Just Let The House Go

In my past life, I worked for a mortgage bank.  I worked in the loss mitigation department, which is a fancy way of saying that our department was in charge of making sure that we lost as little money as possible.  Mortgage banks typically lose money on every foreclosure, short-sale, or deed-in-lieu of foreclosure, so a large part of loss mitigation is trying to help families stay in their houses.

Sometimes, however, the goal of trying to keep families in their homes was actually counter-productive to the family’s long-term financial well-being.  They would continue to scrape together payments, raiding retirement accounts and borrowing from family, on houses that they were going to eventually lose anyway.  In the end, they were homeless AND had no retirement AND owed friends and family.  That’s no way to be, and those families would have been better off by ending their homeownership much earlier in the process.

Now that I’m a financial counselor, I see a similar trend among military families.  It’s pretty common for homeowning military families to receive PCS orders away from that house.  Sometimes, the house sells quickly, or the family finds a tenant that covers their costs.  Other times, however, the house won’t sell, or market rents don’t cover the costs of ownership.  In these cases, the family needs to make some hard decisions about how to proceed.

I don’t suggest that anyone proceed with a foreclosure, a deed-in-lieu of foreclosure, or a short sale unless they really have no other options.  But what if you’re in that middle ground between completely good and completely bad?  What if you could sell, but you’d have to bring $10,000 to the closing table because home values have declined and you didn’t have a large down payment?  What if you can rent, but you have to contribute $300 a month towards the mortgage?

The right answer is often unclear, and sometimes there isn’t a right answer.  In my experience, people tend to err on the side of trying to hold on to a house that they can’t afford long-term.  It is often better to sell at house at a loss than to take a loss every month, but that is hard to see when you’re looking at a five-figure cost just to NOT own a house anymore.  But bringing $10,000 to closing to pay a loan in full is much better than six months of an empty house, and then years of not-enough rent.

In an extreme example, I once had a client who was seeking an Early Return of Dependents (ERD) for financial hardship.  They had a house in the US that wasn’t selling or renting, but they had passed up a full-price offer because it “hadn’t been on the market long enough.”  I think that this client somehow thought that they should have gotten more if they got an offer so quickly, but the long-term situation didn’t work out that way.  They were destroying their financial future because of some misguided sense of what the present was supposed to look like.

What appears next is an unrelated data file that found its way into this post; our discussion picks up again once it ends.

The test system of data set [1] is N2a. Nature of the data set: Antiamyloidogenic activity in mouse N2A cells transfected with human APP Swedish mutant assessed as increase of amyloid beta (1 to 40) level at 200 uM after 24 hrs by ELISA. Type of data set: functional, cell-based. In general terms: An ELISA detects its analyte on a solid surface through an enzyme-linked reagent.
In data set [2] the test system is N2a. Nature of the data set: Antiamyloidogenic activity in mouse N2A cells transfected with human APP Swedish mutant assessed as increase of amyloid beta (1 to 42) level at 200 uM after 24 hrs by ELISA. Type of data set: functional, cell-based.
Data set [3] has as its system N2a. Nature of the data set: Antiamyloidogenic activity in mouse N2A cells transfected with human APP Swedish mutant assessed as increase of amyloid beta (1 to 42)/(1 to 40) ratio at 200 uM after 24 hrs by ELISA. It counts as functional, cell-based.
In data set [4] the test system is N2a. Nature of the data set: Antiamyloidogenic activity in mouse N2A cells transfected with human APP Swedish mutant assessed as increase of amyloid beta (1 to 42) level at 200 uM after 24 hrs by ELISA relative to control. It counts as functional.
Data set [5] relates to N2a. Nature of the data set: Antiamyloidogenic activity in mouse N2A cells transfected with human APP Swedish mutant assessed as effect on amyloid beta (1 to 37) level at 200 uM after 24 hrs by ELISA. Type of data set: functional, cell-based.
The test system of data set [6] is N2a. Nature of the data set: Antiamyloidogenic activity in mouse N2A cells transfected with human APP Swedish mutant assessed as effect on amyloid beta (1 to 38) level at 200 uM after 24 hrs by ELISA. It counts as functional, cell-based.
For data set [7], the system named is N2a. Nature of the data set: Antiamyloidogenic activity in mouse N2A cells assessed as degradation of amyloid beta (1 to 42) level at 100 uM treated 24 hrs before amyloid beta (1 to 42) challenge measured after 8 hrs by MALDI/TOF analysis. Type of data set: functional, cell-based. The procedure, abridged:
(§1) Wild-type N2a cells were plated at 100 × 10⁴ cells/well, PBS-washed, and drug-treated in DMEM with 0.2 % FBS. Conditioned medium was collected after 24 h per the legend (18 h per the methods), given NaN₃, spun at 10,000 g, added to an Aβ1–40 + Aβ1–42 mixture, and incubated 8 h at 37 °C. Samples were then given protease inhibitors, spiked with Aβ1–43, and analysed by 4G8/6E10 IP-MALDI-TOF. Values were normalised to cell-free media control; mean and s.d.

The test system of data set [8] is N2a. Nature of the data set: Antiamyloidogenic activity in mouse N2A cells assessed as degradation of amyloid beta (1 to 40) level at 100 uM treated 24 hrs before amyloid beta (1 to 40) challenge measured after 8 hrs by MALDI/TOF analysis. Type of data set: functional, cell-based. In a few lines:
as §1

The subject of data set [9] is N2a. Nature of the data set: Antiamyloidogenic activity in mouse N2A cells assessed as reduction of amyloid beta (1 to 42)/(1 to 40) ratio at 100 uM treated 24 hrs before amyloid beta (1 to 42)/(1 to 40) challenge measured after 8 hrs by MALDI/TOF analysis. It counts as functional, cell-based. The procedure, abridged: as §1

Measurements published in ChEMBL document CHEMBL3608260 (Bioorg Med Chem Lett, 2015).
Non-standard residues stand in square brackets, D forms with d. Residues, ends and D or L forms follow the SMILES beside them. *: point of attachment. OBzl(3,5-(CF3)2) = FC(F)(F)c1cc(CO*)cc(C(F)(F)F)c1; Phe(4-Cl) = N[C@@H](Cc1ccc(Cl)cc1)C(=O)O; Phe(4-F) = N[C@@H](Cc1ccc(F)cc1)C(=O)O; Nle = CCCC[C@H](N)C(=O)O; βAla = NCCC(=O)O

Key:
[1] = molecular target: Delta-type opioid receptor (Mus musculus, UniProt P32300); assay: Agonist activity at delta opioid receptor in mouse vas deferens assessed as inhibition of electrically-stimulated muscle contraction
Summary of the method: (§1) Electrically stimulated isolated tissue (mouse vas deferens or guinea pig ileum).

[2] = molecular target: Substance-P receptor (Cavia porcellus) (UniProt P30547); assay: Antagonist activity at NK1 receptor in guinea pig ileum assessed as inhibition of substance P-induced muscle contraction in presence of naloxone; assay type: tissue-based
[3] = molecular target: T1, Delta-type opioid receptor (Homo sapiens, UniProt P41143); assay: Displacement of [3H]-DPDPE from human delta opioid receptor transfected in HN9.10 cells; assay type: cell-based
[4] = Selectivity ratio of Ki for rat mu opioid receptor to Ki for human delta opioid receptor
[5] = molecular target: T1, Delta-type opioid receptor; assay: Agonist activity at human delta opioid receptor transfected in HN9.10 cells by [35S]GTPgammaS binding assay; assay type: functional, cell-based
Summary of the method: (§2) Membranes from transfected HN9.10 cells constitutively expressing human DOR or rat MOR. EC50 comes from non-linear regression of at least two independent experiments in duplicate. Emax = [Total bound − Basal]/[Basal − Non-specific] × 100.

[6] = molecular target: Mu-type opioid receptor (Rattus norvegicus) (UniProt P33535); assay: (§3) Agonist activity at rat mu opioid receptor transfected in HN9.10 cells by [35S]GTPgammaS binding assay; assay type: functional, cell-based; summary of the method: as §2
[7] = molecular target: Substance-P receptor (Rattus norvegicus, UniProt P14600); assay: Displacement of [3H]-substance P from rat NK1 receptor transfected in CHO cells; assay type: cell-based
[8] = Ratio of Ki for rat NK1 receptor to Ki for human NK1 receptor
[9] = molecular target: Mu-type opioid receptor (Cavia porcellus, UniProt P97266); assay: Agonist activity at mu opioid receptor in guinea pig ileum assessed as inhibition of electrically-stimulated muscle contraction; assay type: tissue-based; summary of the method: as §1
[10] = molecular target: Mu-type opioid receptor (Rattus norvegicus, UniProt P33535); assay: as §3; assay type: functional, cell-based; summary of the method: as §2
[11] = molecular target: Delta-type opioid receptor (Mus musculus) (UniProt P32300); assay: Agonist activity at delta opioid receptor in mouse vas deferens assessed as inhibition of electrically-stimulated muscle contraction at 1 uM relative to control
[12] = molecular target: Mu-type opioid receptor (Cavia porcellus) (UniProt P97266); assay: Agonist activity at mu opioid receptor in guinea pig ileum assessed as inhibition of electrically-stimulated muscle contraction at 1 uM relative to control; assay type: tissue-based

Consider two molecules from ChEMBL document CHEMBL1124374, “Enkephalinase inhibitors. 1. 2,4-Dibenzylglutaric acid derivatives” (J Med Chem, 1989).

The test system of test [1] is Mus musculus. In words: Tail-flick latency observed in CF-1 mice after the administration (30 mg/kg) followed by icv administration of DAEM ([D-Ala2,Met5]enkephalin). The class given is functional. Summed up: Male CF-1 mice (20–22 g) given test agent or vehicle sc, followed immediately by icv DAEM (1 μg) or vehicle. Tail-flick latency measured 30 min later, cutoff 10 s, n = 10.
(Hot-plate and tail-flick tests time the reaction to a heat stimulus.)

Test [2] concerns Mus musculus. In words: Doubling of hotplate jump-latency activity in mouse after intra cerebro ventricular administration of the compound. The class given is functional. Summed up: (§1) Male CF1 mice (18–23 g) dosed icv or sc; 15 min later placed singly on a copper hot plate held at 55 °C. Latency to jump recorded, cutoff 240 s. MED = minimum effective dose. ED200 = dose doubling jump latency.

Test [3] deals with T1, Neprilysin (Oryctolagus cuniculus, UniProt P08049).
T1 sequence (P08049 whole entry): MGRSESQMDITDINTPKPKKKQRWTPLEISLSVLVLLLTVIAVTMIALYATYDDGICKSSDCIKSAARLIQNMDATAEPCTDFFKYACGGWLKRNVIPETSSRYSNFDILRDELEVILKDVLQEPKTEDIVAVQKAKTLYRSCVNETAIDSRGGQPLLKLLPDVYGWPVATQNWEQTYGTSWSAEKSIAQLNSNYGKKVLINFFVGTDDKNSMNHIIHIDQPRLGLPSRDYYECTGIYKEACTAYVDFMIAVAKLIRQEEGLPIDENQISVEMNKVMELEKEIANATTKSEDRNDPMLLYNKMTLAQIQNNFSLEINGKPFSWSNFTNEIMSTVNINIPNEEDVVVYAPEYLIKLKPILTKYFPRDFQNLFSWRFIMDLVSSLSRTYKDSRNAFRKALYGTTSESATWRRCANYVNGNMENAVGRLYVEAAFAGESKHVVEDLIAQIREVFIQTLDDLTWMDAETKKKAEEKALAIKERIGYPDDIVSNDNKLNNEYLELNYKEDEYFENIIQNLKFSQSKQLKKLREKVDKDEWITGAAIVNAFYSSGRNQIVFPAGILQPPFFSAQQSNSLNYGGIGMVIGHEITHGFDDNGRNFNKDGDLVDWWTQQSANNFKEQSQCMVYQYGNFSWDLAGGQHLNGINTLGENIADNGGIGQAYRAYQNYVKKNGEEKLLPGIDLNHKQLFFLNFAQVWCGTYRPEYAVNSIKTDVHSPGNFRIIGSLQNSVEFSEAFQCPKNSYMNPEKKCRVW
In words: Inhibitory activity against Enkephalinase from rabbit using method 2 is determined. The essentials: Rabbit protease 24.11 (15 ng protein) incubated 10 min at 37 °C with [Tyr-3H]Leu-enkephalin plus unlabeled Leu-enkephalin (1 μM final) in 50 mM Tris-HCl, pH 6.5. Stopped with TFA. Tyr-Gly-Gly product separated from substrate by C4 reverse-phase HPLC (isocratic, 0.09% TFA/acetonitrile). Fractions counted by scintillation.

Homeownership is always risky while you are still on active duty.  If you choose to take that risk, and find yourself in a bad situation, please take the steps necessary to migitate your losses before they swallow you up.  Don’t use your retirement savings to pay your mortgage, unless there is clear evidence that it is a short-term situation.  Ditto for borrowing from family and friends.  It can be hard to move past a financial hardship, but it is a lot harder if you’ve created a pile of financial problems instead of just dealing directly with the single, original problem.

About the Author

Kate Horrell
Kate Horrell is a military financial coach, mom of four teens, and Navy spouse. She has a background in taxes and mortgage banking, and a trove of experience helping other military families with their money. Follow her on twitter @realKateHorrell.
  • ken

    Pretty good perspective for the worst case scenario.

  • Tony

    Good way to lose your security clearance and the culprit may not even be your fault. The author has many good valid points, number one being don’t purchase a house on active duty.

    • MJM

      will a forclosure result in a security clearance being revoked? How about a short sale? I’m in over my head with a boat loan and it’s not worth the value anymore it should be.

      • Kate

        MJM, there are a couple of issues here. Yes, bad debt can result in the loss of a security clearance.

        I’m a little thrown off by mention of a boat loan. I’m not sure if that is a typo or you are actually talking about a boat. If you are talking about a boat, that would be a secured loan but not considered a foreclosure, just a bad loan. I am unaware of a short-sale option for a boat.

        If you are talking about a house, the decision to foreclose or pursue a short sale should always be an absolute last resort. The home’s current value should not be relevant to your decision making process – you bought the house at the price you bought, and you agreed to make payments on the money you borrowed to buy that house. If your financial circumstances have not changed, and you can afford to make the payments, then the right thing to do is to honor the contract you made.

        If your financial circumstances have changed, and you can not pay for the loan, it is time to get good professional advice on how to handle your situations. Military members (and civilians) have successfully maintained their security clearances after adverse financial situations, but it requires effort.

        I hope that answers your question.

  • ken

    Make sure if you let go a car and a house, they are considered losses vs forgiven debt you have to pay taxes on.